April 11, 1994 |
Who knew that Marle Marl was dissing copyright law and opening up a gaping pothole on the information superhighway when he began using digital computer technology to make rap music nearly a decade ago? "In 1985, I just started recording kicks and snares of drummers and rearranged them" to create new beats, said Marl, who rose from working as a club DJ to recording and producing for the House of Hitz label in New York.
November 8, 2005 |
John Lennon's solo recordings will become available for digital downloading for the first time in early December. His music's entry into the Digital Age started Monday with "Working Class Hero," a new compilation of 38 solo hits and album tracks. "New technology is something he always embraced, and this is something he would have loved," Lennon's widow, Yoko Ono, said in a statement released Monday.
February 21, 2008 |
The Directors Guild of America said its members overwhelmingly endorsed a new three-year contract. The agreement, negotiated last month, replaces one that expires June 30 and secures gains for directors in the digital age, including doubling residuals for films and TV shows sold online and establishing payments for shows streamed free on the Web. The contract paved the way for a similar pact between studios and writers that ended a nearly 100-day...
June 24, 2008 |
Washington Post Executive Editor Leonard Downie Jr. announced his retirement after 17 years in that role, making way for a new editor to lead the newspaper's transition into the digital age. Downie, 66, worked up the ranks as an investigative reporter and editor, London correspondent and national editor. He said that after his Sept. 8 departure he would stay on as a vice president at large at Washington Post Co., the same title held by his predecessor, Ben Bradlee. The Washington Post won many accolades during Downie's tenure, including 25 Pulitzer Prizes.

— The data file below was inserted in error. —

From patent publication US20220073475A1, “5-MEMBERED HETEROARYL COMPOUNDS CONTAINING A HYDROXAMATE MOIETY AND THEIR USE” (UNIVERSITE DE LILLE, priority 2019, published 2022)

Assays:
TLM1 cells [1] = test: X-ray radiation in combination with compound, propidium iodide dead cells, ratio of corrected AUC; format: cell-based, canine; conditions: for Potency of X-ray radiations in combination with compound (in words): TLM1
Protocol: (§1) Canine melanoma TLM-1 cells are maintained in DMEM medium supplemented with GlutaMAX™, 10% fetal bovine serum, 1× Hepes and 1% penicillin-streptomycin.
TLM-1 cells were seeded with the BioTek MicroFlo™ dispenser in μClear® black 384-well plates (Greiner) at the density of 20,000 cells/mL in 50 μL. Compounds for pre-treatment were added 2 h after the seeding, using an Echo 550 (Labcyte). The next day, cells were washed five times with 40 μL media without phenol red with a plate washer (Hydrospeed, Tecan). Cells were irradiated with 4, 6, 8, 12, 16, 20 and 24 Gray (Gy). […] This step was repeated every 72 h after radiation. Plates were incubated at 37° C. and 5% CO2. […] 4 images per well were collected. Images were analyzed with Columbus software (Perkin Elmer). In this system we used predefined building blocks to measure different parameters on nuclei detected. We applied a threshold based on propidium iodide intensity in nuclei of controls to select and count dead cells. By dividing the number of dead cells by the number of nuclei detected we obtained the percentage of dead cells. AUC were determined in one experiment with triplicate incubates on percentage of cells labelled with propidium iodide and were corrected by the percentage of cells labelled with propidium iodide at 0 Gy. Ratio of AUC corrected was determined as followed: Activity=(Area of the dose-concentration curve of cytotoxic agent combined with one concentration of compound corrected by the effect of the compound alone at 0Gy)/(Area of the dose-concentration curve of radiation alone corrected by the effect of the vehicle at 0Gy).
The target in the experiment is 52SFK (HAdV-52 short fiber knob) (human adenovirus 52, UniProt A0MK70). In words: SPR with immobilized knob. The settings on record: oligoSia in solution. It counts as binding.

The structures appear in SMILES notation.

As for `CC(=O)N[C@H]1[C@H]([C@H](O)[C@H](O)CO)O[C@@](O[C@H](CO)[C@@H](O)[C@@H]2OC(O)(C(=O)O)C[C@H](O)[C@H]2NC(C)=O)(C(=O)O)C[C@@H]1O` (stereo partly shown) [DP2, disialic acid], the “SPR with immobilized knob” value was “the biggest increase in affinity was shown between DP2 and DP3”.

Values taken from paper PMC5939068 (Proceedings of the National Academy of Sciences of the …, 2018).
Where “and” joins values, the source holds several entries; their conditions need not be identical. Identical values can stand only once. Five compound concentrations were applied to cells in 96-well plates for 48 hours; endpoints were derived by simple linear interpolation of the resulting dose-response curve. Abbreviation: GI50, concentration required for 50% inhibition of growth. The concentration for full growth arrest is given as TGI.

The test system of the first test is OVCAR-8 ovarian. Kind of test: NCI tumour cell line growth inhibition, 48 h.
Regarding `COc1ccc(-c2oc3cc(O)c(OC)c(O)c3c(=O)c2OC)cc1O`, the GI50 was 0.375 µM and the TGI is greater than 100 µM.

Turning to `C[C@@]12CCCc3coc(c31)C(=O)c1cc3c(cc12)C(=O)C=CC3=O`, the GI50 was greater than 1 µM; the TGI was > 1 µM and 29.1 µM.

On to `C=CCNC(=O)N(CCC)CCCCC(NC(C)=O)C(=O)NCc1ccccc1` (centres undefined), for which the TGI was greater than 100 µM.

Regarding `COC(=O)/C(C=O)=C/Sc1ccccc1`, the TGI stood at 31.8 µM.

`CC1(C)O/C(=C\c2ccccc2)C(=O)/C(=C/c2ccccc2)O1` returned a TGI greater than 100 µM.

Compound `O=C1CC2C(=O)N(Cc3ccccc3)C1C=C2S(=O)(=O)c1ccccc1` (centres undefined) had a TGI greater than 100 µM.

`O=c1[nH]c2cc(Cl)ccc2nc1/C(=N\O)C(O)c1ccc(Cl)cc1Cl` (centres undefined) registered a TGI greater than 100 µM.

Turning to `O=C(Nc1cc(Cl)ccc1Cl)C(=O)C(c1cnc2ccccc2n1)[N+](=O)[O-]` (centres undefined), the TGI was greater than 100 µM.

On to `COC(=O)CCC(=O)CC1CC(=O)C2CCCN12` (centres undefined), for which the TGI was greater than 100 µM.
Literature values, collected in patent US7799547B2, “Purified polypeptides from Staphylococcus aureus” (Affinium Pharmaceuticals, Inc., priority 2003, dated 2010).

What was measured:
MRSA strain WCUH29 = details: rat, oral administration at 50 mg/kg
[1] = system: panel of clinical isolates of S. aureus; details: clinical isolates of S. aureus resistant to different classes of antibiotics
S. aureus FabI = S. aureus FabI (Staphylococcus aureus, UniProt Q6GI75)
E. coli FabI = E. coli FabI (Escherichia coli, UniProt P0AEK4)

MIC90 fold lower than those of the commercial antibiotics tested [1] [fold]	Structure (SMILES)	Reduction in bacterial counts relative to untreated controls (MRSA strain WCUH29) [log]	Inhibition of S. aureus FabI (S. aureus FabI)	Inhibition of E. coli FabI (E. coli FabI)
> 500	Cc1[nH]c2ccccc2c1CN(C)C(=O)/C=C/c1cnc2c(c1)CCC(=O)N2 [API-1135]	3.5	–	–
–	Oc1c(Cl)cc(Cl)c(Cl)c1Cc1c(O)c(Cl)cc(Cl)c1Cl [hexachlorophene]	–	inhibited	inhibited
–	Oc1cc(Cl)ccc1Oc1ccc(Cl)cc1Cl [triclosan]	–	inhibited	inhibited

CALIFORNIA | LOCAL
February 21, 2014 |
While the word "dig" in music terms refers more to when DJs would search through bins of old records for music to sample, in today's digital age that could just as well refer to CDs. While music can easily be downloaded without leaving the couch, a trip to the music store, searching for music and holding physical vinyl records or CDs still has a certain je ne sais quois that doesn't fade. Cyrena Hillyard was browsing through Amoeba Records on Sunset and took this photo with an iPhone 4S. Each week, we're featuring photos of Southern California submitted by readers.
June 10, 2011 |
Suddenly, they're popping up everywhere — those square, futuristic-looking matrixes that appear to be a cross between abstract art and Rorschach tests. You'll find them in the corner of newspaper and magazine ads, in department store aisles, on product displays, price tags and For Sale signs in front of homes. Giant-sized versions have shown up on billboards. Called quick response codes, or simply QRs, they're the barcodes for the digital age — but ones that convey far more information, and which can be scanned by consumers with smartphones and tablet computers to open a Web page, play a video or even place a call.
March 14, 1995 |
He talks about computer bits replacing human atoms in communications and world trade, but multimedia guru Nicholas Negroponte believes the dawning digital age will make workers more creative. "The change from atoms to bits is irrevocable and unstoppable," says Negroponte, head of the Massachusetts Institute of Technology's futuristic Media Lab and author of a new book, "Being Digital" (Alfred Knopf). In an interview at the Media Lab--a white modernist cube designed by I.M.
January 8, 2002 |
A congressman who has played a key role in high-tech issues said Monday that he will introduce legislation aimed at protecting the right of consumers to make copies of digital files, such as songs on a CD. Rep. Rick Boucher (D-Va.), who sits on the Judiciary subcommittee on the Internet and Intellectual Property, said he would try to amend the Digital Millennium Copyright Act, which was designed to limit piracy in the digital age.
February 4, 2013 |
Drive-in theaters threatened with extinction by the digital revolution are getting a helping hand. The National Assn. of Theatre Owners and the company Cinedigm, which supplies digital equipment and content to the exhibition industry, said they will help drive-in theaters secure financing to pay for the cost of converting from film to digital projectors. Most drive-in theaters, which are independently owned and seasonally operated, have not yet converted to digital, raising the prospect that many will be left behind when studios stop releasing movies on actual film sometime this year.
August 30, 2008 |
Artists including Neil Young and Bob Dylan have made no secret of their distaste for digital sound. But Grammy-winning producer T Bone Burnett believes he's found a way to affordably give listeners an experience akin to hearing studio master tapes. Since last fall, Burnett, the mastermind behind such roots-oriented releases as the "O Brother, Where Art Thou?" soundtrack, has been working with a team of engineers on a high-fidelity audio system called Code. He's invested his own money -- he won't say how much -- to develop the new technology and has recruited industry veterans, including John Mellencamp and , to his cause.